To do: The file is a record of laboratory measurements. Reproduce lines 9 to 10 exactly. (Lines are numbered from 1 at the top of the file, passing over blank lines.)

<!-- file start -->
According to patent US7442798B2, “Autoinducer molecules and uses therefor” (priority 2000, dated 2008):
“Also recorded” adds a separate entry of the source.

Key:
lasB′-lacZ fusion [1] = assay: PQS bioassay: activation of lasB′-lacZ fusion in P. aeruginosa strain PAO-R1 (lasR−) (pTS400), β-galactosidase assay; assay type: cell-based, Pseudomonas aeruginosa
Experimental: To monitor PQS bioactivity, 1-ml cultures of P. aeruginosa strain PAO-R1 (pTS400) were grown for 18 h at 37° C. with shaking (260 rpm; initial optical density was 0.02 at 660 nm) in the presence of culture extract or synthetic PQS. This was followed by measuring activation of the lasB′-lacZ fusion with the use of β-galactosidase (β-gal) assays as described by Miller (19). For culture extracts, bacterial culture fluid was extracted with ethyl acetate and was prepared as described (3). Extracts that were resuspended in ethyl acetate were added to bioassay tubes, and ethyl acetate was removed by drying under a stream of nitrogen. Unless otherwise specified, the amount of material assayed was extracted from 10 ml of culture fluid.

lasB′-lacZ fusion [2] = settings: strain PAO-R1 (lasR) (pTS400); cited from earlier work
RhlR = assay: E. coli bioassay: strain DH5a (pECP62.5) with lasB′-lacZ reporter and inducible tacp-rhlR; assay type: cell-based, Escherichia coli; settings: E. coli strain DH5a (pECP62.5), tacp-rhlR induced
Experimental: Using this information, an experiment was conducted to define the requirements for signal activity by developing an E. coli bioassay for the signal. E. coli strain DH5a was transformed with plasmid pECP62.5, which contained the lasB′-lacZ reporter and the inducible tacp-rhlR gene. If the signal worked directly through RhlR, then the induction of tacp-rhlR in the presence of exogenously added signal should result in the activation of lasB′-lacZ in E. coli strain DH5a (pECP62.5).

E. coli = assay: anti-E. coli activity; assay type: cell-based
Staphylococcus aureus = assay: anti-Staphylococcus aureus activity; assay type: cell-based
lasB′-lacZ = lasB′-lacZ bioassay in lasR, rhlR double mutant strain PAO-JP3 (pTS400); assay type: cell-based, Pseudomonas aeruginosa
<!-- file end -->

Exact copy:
E. coli = assay: anti-E. coli activity; assay type: cell-based
Staphylococcus aureus = assay: anti-Staphylococcus aureus activity; assay type: cell-based